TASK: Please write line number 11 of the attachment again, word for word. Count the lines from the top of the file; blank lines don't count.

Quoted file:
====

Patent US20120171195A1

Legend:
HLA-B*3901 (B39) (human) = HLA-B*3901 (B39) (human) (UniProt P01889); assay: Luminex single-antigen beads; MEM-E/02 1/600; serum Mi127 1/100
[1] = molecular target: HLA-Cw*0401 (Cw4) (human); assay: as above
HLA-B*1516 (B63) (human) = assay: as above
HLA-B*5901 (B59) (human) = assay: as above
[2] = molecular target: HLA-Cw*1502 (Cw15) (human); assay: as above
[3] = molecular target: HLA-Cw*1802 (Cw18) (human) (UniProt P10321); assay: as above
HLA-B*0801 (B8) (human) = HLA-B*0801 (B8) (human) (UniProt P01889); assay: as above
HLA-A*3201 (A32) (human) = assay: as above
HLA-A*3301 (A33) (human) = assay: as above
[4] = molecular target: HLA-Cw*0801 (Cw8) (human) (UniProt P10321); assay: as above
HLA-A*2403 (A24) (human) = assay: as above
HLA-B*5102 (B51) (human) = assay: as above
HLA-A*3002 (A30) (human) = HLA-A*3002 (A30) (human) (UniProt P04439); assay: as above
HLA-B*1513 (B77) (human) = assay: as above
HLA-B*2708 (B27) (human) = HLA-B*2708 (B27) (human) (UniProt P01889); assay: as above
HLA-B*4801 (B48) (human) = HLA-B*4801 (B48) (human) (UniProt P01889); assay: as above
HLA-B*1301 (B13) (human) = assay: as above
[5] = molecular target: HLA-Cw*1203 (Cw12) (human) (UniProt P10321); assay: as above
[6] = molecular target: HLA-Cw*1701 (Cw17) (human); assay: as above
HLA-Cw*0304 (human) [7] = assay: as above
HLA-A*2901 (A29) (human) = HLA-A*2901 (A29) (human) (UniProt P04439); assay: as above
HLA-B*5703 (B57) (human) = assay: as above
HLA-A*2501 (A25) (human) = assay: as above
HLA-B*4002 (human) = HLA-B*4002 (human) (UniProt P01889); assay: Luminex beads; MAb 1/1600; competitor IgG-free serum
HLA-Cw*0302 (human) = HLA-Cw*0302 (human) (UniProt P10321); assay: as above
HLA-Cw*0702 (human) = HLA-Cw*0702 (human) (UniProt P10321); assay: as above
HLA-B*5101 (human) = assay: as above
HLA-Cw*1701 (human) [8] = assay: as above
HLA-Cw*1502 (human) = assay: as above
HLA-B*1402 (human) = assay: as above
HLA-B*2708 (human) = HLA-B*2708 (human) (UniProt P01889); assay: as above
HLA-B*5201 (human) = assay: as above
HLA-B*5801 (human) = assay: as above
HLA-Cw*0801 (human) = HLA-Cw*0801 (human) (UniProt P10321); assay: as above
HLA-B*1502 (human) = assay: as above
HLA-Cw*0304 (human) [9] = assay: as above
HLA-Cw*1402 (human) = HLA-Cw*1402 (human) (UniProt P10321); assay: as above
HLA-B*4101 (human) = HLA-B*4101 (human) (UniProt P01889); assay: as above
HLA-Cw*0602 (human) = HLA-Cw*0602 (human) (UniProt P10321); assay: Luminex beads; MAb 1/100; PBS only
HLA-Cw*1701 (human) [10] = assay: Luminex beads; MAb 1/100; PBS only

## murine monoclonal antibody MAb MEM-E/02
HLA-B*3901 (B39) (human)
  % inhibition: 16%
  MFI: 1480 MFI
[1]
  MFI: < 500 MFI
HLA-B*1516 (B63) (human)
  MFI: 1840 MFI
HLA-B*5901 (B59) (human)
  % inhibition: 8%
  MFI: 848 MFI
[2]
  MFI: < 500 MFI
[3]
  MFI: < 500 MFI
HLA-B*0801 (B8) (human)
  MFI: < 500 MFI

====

HLA-A*3301 (A33) (human) = assay: as above